Marriage and Mental Health

 In Blog Articles, marriage problems, Men and mental health

Perth Concert Hall – WA Mental Health Convention – Marriage and Mental Health 2017.

 

“He never told me he was bipolar. When we first met and started dating we were both on an emotional high, it was as if it was always meant to be. I’d never met someone that had so much energy or life. I thought he was amazing. We could stay out all night partying, he’d go home after dropping me off, have 3 hours sleep and be ready to go again, I hadn’t met anyone like this before.” “Then I wouldn’t see him for 3 or 4 days, no contact whatsoever” “I should have known back then something wasn’t quite right”

This was a young couple I was working with that were experiencing problems, they remain committed to trying to understand one another’s needs.

Mental health doesn’t discriminate

As we know, mental health can affect anyone at any age and at any stage of their life. If you happen to be in a relationship at that time and it’s your partner that’s affected, how can you navigate through this very sensitive situation and be supportive?

I’d like to explore several questions relating to recognising a potential mental health condition in a relationship, and what action you could possibly take to be a supportive partner.

As you get deeper into a relationship and you develop a closeness and fondness for one another, you become more attuned to your partners mood swings and behavioural changes.

Marriage & mental healthIf you became aware that your partner has been acting out of character lately, or you’ve noticed they’ve been struggling with their feelings and emotions, it may send a signal that all is not well.  What might be some of the signs to look out for?

Irrational behaviour –          extremes in their personality
Irritability –                          quick tempered, heightened state of arousal
Negative outlook on life –   and in general, self deprecating language and fail to see any good in themselves.
Increasing fatigue –            lack of energy to participate to engage, time off from work, more frequent illnesses,
Isolation –                           withdrawing from normal family life or more time on their own
Diet –                                    poor food choices, may lead to weight gain or loss                                    Absenteeism from work

You’ve established that your partner isn’t their usual self.

How would you question your partner to find out what’s going on?

  • Timing /Situation/Location
  • Body language
  • Tone
  • Language: words used, sympathy, apathy or empathy?

 Empathic statements/questions – tone relevant

  • I’ve noticed you’re not yourself lately, how are you feeling?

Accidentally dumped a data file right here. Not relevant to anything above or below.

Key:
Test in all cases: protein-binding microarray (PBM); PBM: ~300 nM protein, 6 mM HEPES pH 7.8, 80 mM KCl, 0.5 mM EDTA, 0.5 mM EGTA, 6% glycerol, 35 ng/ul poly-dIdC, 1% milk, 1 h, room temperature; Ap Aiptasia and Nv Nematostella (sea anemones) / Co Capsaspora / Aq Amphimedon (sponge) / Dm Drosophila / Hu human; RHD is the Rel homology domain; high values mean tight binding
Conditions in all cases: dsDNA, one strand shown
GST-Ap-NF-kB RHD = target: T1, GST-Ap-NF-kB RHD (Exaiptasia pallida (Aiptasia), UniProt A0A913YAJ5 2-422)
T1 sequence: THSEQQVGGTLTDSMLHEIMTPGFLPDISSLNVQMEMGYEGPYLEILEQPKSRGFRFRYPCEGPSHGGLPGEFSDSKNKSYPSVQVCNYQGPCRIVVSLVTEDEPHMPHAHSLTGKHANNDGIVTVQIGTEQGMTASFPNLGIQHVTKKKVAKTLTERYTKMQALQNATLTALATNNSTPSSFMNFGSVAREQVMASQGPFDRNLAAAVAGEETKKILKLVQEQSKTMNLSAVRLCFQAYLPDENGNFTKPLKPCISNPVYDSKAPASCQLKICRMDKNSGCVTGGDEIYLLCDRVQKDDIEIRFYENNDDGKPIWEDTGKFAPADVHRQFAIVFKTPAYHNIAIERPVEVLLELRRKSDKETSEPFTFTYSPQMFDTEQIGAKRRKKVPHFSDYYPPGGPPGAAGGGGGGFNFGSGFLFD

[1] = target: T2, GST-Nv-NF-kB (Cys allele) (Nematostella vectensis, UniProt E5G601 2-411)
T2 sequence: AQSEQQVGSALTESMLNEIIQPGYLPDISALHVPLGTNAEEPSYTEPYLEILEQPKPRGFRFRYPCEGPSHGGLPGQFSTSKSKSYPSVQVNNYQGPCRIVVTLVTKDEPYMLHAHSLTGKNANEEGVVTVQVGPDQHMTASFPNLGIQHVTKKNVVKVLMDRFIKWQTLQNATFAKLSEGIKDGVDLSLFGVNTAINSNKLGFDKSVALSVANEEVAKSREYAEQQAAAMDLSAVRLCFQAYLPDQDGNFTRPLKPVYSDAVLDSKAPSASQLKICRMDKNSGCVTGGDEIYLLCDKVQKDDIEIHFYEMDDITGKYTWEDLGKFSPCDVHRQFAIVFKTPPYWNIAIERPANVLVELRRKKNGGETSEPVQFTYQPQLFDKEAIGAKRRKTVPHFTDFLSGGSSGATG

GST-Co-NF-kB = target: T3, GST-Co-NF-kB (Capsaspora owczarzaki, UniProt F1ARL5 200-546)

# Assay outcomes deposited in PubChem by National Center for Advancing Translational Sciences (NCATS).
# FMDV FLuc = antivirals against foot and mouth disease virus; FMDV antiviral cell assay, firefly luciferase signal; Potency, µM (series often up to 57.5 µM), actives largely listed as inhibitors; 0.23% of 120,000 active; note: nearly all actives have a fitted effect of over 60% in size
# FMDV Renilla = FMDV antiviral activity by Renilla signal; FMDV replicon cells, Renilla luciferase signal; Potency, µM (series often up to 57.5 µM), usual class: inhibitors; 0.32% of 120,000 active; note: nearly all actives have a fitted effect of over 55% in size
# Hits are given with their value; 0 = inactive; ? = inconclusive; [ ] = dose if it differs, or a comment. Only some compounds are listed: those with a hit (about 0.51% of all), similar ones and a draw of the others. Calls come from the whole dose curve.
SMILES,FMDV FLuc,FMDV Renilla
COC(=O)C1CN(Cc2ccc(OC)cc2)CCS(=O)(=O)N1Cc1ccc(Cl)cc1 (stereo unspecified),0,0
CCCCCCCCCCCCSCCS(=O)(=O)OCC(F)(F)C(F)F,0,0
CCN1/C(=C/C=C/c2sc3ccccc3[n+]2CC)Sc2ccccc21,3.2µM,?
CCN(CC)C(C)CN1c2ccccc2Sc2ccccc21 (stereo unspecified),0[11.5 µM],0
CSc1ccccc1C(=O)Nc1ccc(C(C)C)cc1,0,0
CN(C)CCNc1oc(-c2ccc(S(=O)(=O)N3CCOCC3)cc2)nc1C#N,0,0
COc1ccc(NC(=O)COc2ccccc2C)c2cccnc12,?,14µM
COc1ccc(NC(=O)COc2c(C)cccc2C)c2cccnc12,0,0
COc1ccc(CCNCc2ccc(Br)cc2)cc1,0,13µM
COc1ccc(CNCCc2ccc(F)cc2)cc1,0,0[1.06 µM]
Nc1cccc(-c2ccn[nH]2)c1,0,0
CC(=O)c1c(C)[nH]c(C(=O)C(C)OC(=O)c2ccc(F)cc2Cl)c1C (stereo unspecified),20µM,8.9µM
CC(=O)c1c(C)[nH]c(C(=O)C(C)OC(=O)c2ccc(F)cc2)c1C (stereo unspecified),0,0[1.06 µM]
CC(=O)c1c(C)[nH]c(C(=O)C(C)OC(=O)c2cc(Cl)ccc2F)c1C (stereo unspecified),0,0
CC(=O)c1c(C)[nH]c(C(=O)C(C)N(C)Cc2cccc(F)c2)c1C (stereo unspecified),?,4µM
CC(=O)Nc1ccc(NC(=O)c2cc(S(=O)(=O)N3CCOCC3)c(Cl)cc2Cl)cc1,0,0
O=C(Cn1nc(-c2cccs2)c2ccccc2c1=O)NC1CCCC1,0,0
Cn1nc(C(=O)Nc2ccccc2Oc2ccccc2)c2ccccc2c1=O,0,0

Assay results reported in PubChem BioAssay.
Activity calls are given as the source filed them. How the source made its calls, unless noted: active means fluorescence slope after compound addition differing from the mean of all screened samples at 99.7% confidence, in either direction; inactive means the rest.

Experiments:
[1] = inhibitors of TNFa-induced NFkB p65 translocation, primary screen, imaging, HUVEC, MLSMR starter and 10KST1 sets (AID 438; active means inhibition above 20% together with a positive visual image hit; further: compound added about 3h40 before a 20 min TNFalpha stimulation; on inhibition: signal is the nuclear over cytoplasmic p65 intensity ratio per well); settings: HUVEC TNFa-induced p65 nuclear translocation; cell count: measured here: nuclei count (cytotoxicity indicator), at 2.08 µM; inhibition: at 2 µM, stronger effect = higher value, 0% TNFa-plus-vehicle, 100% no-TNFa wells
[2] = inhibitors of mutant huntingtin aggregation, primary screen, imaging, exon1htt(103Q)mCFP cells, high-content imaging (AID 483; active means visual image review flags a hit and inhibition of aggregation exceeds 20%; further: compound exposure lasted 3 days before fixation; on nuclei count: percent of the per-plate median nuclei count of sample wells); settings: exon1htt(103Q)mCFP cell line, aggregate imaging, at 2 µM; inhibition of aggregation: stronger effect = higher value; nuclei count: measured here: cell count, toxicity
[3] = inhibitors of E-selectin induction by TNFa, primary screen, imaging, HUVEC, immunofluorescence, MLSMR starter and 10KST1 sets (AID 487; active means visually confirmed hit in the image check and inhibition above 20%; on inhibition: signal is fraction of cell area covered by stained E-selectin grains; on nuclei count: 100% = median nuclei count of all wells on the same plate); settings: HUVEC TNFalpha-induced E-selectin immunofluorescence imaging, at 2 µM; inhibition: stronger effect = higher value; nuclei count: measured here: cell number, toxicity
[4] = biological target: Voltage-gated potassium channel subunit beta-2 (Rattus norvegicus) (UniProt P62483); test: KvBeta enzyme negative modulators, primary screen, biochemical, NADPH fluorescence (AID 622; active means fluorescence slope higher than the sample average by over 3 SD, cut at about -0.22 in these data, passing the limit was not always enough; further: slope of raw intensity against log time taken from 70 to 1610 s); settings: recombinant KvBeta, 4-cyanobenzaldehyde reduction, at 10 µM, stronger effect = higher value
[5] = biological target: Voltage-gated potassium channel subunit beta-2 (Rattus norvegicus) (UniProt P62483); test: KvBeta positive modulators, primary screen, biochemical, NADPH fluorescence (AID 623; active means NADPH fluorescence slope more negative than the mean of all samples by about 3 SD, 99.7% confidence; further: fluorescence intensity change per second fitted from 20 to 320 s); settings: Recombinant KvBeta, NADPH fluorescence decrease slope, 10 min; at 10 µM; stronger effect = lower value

• I’m here if you need to talk about anything
  • I feel you’ve become more distant over these past few weeks, know that I’m here for you
  • What can I do to be there for you and help you feel as supported as I can?

What you don’t want them to do is withdraw anymore or feel they cant reach out to you.
Adopting a supportive position is crucial. They don’t have to face this on their own.

If your partner struggles to accept they have a mental health condition what would be the best course of action for you to take?

Wait until they’re ready to take ownership and either reach out to someone for help, then make an appointment to see their GP or ask you to do it for them.

What reaction would you receive if you took the lead and said “c’mon, I’m taking you to see the GP” or “I’ve made an appointment” Occasionally that may work depending on your relationship but in general it’s not recommended.

Mental illness has a way of directing the relationship rather than the partners taking charge of the direction. It can become the sole focus of attention. Remember, this is a crisis that will require attention and effort, bear ing in mind time still has to be spent working on connecting with your spouse.

Find out how to help: 
Know the condition, research how it affects your partner,
What can you expect?
What are the treatment options?

View the condition as another challenge, what measures can you take to work on your marriage as if there wasn’t a mental health condition
maintain an open dialogue (communication)
make sure you tell your partner you love them.
catch them doing something good
A ratio of 1 negative or critical interaction to 5 positive conversations, below 1:5 means you’re headed for divorce
ask them something about their day before they go to work, ask them about it when they come home
one way text messages or emails, be grateful for your partner and show admiration (reduces stress)
rituals of connecting – embrace, oxytocin

As a partner this is often very challenging and draining – in what ways can you practice self-care? –

Recognise, relational needs may not be met at this time,
it will seem and maybe the case that it’s only you doing all the work. Relationships aren’t a ledger, the books won’t always balance.
Time spent just being.
Seek professional help if required as the supportive partner

Avoid blaming, resentment and definitely criticism, you may need to adopt a different strategy in managing conflict situations.

Strategies may include:

  • notice the patterns or situations when conflict arises
  • discuss strategies beforehand, in the cool of the moment
  • do not avoid conflict, this often leads to rumination. Reach out, make repair attempts
  • View this as an opportunity to learn about: yourself, the relationship, self reflecting, personal growth and growth for the relationship.

Mental illness doesn’t end a marriage – people do.

Like to know more about Marriage and Mental Health? Contact me now for more  information.

“Talk to yourself like you would to someone you love”
BRENE BROWN